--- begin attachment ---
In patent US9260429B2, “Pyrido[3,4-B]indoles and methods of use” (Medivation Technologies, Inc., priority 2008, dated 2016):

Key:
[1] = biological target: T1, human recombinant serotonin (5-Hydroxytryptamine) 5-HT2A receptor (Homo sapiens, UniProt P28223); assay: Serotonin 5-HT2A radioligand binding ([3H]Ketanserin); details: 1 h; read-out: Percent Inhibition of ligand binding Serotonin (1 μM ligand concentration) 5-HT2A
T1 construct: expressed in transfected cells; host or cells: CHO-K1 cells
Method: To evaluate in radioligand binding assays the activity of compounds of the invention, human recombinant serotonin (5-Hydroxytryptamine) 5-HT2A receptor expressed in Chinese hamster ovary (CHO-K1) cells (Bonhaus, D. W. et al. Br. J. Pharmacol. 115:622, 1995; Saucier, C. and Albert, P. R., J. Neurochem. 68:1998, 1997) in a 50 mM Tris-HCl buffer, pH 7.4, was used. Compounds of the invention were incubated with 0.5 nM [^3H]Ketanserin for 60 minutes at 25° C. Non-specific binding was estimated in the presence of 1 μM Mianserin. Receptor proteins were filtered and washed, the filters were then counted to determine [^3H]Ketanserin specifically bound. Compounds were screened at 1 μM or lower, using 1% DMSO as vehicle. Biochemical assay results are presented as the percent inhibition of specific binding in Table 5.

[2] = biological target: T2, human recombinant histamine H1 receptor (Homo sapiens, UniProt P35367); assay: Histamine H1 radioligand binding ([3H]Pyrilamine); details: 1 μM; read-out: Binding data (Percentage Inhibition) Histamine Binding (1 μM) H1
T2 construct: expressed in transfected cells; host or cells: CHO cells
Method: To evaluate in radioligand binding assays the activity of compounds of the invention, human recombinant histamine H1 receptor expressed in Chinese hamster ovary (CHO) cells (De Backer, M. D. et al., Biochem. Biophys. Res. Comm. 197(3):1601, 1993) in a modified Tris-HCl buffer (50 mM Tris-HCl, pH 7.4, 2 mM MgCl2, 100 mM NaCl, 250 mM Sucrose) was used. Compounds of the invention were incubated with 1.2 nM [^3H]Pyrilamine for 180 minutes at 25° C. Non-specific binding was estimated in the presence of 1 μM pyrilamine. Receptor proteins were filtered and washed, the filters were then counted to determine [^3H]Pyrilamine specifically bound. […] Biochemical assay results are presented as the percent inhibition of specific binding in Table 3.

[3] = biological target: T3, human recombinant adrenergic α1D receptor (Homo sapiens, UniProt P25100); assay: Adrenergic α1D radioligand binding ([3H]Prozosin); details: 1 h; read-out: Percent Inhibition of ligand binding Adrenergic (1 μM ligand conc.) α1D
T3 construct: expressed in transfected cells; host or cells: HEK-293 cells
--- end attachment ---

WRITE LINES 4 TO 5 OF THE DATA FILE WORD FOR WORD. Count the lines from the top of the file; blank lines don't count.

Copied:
T1 construct: expressed in transfected cells; host or cells: CHO-K1 cells
Method: To evaluate in radioligand binding assays the activity of compounds of the invention, human recombinant serotonin (5-Hydroxytryptamine) 5-HT2A receptor expressed in Chinese hamster ovary (CHO-K1) cells (Bonhaus, D. W. et al. Br. J. Pharmacol. 115:622, 1995; Saucier, C. and Albert, P. R., J. Neurochem. 68:1998, 1997) in a 50 mM Tris-HCl buffer, pH 7.4, was used. Compounds of the invention were incubated with 0.5 nM [^3H]Ketanserin for 60 minutes at 25° C. Non-specific binding was estimated in the presence of 1 μM Mianserin. Receptor proteins were filtered and washed, the filters were then counted to determine [^3H]Ketanserin specifically bound. Compounds were screened at 1 μM or lower, using 1% DMSO as vehicle. Biochemical assay results are presented as the percent inhibition of specific binding in Table 5.